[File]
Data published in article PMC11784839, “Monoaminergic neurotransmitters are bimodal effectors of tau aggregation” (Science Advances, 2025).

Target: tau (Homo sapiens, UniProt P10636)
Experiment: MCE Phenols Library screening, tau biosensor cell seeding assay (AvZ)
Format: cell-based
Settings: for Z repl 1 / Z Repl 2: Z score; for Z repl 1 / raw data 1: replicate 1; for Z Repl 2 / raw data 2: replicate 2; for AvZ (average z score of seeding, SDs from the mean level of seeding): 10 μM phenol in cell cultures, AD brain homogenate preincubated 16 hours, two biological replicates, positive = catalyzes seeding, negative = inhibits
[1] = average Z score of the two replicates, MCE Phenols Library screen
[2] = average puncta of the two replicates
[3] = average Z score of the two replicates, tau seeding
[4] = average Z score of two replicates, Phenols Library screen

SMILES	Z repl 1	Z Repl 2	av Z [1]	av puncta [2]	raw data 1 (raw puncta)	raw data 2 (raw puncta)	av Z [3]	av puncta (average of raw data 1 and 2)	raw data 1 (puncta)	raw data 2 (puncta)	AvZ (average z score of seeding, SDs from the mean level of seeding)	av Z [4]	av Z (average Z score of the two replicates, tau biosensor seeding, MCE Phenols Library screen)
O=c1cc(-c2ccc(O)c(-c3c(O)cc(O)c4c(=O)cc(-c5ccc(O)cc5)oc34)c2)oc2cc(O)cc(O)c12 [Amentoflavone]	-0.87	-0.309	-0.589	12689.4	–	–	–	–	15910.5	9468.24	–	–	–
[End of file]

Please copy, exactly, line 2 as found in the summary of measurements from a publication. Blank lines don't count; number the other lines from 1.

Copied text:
Target: tau (Homo sapiens, UniProt P10636)